Greenhead Memorial Cross


Heritage Category:
Listed Building
List Entry Number:
Date first listed:
Statutory Address:
B6318, Greenhead, Northumberland, CA8 7HD


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Statutory Address:
B6318, Greenhead, Northumberland, CA8 7HD

The building or site itself may lie within the boundary of more than one authority.

Northumberland (Unitary Authority)
National Grid Reference:


First World War memorial, 1920, with later additions for the Second World War.

Reasons for Designation

Greenhead Memorial Cross, which stands on the B6318 to the north of the Church of St Cuthbert, is listed at Grade II for the following principal reasons: * Historic interest: as an eloquent witness to the tragic impact of world events on this local community, and the sacrifice it has made in the conflicts of the C20; * Architectural interest: an elegant memorial cross in Portland stone; * Group value: with the Church of St Cuthbert and the Memorial Drinking Fountain (both Grade II-listed).


The aftermath of the First World War saw the biggest single wave of public commemoration ever with tens of thousands of memorials erected across England, both as a result of the huge impact the loss of three quarters of a million British lives had on communities and the official policy of not repatriating the dead, which meant that the memorials provided the main focus of the grief felt at this great loss.

Greenhead Memorial Cross was unveiled at an ecumenical service on 13 November 1920 by Colonel EPA Riddell CMG DSO. It commemorates 20 local servicemen who died during the First World War. The memorial was funded by public subscription. Following the Second World War the names of nine men who died in that conflict were added.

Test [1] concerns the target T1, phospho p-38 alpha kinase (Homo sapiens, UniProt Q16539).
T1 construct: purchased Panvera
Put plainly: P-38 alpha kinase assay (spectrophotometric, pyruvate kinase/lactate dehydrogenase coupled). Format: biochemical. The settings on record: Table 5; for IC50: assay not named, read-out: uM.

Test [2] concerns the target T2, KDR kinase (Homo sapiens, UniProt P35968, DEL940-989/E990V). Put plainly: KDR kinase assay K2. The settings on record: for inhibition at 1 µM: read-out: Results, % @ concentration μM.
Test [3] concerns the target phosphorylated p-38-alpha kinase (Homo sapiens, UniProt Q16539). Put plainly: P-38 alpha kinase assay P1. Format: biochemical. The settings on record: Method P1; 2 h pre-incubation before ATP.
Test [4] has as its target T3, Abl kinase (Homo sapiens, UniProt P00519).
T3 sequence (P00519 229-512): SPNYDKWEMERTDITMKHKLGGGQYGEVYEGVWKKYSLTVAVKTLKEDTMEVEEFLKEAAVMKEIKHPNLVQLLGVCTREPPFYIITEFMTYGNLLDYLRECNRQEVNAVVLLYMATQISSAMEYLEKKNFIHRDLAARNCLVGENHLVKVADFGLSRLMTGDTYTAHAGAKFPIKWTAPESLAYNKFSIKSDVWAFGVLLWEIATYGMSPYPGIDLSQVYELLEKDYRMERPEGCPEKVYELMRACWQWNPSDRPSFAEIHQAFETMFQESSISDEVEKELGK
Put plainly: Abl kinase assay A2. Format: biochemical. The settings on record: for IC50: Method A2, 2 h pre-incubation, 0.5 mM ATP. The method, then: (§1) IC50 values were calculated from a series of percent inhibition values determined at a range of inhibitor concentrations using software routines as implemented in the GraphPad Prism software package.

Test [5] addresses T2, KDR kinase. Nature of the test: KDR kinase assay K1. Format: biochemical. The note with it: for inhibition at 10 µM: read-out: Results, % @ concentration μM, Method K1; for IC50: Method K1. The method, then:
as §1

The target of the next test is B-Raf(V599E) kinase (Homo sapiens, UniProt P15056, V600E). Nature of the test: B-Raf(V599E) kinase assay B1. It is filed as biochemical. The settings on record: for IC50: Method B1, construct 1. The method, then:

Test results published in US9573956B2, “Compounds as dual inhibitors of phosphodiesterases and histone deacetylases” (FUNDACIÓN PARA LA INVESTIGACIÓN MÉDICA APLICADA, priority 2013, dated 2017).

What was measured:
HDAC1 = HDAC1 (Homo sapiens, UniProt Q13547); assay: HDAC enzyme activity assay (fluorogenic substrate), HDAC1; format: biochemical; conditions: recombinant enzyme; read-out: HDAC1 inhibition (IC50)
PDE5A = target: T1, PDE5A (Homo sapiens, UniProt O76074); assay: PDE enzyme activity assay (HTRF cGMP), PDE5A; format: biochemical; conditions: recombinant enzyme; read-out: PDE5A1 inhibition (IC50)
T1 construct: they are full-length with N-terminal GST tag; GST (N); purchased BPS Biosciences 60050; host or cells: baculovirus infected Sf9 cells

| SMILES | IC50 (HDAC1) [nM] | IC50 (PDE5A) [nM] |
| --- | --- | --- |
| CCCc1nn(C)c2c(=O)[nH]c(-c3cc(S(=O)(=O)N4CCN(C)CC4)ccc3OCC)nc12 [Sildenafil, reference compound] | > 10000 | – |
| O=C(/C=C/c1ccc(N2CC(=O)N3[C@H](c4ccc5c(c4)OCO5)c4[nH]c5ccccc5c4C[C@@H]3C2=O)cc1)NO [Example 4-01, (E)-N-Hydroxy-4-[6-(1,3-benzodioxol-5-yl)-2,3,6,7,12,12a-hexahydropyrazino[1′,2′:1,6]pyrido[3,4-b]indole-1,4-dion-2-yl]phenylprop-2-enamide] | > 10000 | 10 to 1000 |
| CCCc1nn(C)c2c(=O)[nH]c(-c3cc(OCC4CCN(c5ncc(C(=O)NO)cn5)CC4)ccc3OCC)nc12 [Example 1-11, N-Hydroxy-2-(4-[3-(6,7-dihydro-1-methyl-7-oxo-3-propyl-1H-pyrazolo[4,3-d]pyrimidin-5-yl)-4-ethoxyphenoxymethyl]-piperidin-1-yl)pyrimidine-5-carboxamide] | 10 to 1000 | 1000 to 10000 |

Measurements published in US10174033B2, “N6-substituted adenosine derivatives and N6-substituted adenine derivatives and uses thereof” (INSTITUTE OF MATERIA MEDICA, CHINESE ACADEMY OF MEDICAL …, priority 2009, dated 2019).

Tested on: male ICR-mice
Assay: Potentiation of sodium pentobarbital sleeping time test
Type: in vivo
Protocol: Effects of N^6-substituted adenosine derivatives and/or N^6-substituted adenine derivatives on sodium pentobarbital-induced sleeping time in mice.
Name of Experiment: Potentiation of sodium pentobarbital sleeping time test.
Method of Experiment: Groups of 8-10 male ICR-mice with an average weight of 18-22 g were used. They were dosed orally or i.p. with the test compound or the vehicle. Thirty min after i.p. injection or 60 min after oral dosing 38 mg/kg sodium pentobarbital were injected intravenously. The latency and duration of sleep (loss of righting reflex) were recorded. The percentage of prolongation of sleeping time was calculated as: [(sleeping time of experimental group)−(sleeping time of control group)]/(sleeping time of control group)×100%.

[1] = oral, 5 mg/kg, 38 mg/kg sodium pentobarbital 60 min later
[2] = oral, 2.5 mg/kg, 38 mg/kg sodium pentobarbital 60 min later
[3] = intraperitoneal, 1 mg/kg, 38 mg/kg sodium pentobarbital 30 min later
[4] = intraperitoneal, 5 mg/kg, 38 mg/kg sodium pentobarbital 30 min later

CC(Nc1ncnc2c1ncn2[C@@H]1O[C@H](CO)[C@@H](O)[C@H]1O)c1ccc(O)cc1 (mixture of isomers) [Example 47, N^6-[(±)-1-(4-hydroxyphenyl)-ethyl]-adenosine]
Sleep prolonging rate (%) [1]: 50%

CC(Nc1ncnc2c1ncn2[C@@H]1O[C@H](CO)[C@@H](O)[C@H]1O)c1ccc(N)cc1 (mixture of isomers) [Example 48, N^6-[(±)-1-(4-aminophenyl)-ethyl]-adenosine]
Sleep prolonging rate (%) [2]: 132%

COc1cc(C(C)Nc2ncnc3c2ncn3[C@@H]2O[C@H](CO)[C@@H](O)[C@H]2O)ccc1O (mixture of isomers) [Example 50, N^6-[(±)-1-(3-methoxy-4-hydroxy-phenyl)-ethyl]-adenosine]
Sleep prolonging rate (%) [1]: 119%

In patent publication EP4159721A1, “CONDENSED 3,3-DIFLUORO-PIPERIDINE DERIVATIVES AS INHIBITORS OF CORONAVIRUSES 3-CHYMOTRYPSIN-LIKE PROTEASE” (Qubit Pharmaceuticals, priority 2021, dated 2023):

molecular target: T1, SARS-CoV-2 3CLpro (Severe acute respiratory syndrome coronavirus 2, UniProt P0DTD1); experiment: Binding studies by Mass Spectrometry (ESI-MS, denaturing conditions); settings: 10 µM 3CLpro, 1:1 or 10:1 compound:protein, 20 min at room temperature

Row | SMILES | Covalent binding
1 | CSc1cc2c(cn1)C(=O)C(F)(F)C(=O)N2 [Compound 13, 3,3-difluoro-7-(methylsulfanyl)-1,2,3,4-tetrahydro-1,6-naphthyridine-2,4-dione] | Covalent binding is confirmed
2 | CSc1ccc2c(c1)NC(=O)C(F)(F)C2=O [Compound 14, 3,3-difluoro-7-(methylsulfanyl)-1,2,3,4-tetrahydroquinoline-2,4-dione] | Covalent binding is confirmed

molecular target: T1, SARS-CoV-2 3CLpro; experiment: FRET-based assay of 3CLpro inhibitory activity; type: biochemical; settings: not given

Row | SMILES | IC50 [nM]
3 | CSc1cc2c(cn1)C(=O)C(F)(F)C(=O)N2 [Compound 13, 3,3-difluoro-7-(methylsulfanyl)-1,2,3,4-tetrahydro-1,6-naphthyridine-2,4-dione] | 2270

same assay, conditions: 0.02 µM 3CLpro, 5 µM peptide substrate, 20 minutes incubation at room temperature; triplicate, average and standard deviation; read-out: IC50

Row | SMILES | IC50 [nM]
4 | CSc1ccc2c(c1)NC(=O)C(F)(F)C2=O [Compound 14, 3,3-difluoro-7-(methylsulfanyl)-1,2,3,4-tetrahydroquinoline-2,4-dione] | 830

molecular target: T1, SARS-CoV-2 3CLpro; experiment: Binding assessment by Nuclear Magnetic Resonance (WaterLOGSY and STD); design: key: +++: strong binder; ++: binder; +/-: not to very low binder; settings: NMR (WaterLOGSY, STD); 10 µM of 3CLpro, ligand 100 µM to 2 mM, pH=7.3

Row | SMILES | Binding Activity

MATERIALS: Portland stone cross, sandstone base.

DESCRIPTION: The memorial stands at the roadside to the north of the Church of St Cuthbert (Grade II-listed) and adjacent to the Grade II-listed Memorial Drinking Fountain (1865, in memory of John Blenkinsop Coulson). It is within the Frontiers of the Roman Empire (Hadrian's Wall) World Heritage Site Buffer Zone.

Approximately 5m tall, the memorial takes the form of a slender early-medieval cross with a hemispherical boss at the centre of the cross arms and ornament outlining the cross shaft. The moulded foot of the cross shaft rises from a low, tapering, pedestal, that stands on a two-stepped base.

The principal dedicatory inscription on the front face of the base reads TO THE IMMORTAL MEMORY OF THE/ MEN FROM THIS PARISH/ WHO FELL IN THE GREAT WAR/ 1914 – 1919/ IN THE SERVICE OF THEIR/ KING AND COUNTRY. The commemorated First World War names are recorded to the sides of the pedestal. A small stone plaque reclining on the steps to the front reads 1939 – 1945/ (NAMES).

SUBSIDIARY FEATURES: The memorial is enclosed with a hedge to the rear and, to the front, curving low stone walls that end in dwarf piers at the entrance to the enclosure.

This List entry has been amended to add sources for War Memorials Online and the War Memorials Register. These sources were not used in the compilation of this List entry but are added here as a guide for further reading, 9 February 2017.


North East War Memorials Project, accessed 28/06/2016 from
War Memorials Online, accessed 9 February 2017 from
War Memorials Register, accessed 9 February 2017 from


This building is listed under the Planning (Listed Buildings and Conservation Areas) Act 1990 as amended for its special architectural or historic interest.

End of official listing

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